Over at Laboratory Equipment, Tim Studt writes that HPC, networking, and computer storage capabilities in U.S. academia have increased substantially over the past seven years, according to a recent report by the National Science Foundation.
Academia has continued to gain greater access to high-speed networks through an accelerating high-speed bandwidth of national and regional providers, which includes Internet2, the university-owned LambdaRail and the Dept. of Energy’s Energy Sciences Network. In 2011, 59% of academic institutions stated they had at least 1 Gb/sec, up from just 21% in 2005. Those universities having at least 10 Gb/sec network connections increased from 2% in 2005 to 25% in 2011. Nearly 200 of the NSF’s 539 surveyed academic institutions also reported that they maintained HPC resources of 1 teraflop or faster in 2011. Indeed, of the TOP500 fastest supercomputers in the world (June 2013 ranking), at least 90 are listed as being in academia with 21 of those being in U.S. academia. Some of the sites in this list are noted as “research sites,” which physically can be on university campuses as well. The last academic site on the list, No. 497, is Clemson Univ., S.C., with a Dell/Sun/IBM system with a performance rating of 96.9 Tflop/sec (Rmax).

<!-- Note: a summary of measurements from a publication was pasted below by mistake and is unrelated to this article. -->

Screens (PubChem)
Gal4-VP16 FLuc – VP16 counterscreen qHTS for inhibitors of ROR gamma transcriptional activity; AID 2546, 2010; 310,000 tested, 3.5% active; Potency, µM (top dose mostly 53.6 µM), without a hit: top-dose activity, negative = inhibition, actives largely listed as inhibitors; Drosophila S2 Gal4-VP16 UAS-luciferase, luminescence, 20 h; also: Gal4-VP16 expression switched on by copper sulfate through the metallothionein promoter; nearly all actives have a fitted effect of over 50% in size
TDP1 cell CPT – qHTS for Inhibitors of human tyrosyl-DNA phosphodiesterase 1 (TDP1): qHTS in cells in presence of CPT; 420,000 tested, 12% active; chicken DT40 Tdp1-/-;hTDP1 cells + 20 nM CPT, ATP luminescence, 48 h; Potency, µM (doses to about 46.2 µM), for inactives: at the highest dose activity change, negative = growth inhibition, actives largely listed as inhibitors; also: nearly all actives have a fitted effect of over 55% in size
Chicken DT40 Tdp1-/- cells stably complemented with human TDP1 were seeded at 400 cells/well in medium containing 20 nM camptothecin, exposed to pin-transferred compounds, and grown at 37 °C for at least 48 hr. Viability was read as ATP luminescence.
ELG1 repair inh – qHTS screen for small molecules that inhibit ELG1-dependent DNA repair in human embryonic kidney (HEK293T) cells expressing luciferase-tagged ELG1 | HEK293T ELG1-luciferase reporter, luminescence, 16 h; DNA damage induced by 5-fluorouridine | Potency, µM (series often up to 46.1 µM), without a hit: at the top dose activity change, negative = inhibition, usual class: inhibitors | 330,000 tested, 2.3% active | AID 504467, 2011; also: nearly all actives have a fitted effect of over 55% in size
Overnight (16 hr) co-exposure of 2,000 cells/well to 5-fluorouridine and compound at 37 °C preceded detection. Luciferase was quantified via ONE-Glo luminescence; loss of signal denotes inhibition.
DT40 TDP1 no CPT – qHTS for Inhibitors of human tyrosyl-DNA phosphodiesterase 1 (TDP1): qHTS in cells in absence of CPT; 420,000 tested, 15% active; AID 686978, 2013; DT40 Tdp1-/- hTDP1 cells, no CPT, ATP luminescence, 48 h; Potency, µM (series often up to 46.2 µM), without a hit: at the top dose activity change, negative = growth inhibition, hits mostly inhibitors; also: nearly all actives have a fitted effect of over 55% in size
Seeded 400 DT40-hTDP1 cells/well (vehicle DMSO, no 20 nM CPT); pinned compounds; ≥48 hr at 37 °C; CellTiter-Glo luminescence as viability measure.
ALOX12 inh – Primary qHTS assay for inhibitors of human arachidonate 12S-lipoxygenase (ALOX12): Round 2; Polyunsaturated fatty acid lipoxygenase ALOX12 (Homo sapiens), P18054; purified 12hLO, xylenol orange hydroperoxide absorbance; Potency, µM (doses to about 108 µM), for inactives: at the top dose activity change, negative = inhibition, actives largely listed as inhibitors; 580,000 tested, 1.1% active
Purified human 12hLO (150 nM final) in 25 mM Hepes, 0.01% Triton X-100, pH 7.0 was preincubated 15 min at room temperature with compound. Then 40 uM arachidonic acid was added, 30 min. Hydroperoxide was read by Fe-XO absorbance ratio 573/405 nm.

The NSF report noted that in 2011, 24 of the 539 surveyed institutions had combined computing capacities of at least 100 Tflops.
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